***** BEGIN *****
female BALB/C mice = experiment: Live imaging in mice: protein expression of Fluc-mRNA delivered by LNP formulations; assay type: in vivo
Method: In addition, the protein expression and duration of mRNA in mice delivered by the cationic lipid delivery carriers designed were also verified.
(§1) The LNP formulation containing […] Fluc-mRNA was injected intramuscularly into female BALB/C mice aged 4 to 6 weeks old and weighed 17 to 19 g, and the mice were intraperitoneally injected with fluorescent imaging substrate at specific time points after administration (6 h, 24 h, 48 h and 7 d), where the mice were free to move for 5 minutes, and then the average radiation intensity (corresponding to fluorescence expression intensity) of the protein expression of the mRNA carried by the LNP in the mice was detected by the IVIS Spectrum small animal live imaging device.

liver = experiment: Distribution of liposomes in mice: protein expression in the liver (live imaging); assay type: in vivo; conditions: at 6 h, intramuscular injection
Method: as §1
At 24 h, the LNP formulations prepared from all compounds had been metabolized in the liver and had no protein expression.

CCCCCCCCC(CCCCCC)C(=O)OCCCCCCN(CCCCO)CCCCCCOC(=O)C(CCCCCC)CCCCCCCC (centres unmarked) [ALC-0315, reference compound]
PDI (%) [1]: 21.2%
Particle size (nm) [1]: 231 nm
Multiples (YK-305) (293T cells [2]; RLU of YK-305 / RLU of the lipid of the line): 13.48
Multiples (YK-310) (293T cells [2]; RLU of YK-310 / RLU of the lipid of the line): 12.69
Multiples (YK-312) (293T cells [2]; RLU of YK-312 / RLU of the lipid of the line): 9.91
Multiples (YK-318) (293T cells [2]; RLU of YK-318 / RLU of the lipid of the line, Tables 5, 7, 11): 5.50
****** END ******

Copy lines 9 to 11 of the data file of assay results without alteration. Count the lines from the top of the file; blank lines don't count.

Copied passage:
Particle size (nm) [1]: 231 nm
Multiples (YK-305) (293T cells [2]; RLU of YK-305 / RLU of the lipid of the line): 13.48
Multiples (YK-310) (293T cells [2]; RLU of YK-310 / RLU of the lipid of the line): 12.69